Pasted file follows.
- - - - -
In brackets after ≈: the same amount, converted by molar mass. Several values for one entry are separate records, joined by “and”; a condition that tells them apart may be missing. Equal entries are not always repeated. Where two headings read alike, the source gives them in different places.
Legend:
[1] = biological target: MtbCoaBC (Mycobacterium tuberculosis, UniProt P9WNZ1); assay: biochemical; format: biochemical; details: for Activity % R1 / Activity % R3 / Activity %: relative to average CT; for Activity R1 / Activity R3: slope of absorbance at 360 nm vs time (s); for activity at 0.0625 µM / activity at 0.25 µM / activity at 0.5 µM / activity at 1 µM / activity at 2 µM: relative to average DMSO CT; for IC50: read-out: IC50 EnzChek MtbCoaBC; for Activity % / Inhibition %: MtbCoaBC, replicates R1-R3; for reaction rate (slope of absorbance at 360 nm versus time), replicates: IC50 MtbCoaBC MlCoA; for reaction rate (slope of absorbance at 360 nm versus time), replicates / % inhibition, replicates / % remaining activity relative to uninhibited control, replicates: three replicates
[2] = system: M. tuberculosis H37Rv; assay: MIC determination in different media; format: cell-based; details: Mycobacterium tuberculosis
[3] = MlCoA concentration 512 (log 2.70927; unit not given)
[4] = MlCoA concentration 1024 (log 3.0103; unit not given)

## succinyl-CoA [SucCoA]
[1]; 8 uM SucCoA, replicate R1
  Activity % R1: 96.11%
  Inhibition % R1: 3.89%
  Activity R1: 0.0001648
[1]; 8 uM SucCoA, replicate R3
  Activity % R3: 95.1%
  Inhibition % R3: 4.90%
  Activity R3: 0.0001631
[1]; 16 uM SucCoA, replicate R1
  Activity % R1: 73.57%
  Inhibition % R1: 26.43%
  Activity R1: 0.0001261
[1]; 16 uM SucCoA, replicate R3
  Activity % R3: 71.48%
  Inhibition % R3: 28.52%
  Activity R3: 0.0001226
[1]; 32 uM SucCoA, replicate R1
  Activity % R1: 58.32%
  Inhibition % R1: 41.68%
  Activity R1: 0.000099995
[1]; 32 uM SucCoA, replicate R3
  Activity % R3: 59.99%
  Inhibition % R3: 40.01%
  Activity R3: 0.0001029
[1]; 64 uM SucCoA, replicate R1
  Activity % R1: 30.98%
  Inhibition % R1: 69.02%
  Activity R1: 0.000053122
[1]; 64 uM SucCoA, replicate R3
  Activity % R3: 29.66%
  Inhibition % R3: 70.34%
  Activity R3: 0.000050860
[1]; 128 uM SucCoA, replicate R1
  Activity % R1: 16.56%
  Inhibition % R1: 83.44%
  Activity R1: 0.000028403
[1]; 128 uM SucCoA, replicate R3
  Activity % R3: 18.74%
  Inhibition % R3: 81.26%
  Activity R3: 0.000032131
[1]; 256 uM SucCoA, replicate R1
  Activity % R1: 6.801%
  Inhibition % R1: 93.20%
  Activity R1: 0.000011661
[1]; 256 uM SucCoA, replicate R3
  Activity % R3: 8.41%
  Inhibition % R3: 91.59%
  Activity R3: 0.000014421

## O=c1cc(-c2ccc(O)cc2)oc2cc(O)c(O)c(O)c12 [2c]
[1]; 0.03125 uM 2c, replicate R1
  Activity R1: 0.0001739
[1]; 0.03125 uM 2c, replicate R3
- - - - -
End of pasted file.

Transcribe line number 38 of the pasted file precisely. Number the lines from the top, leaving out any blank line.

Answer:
  Inhibition % R3: 70.34%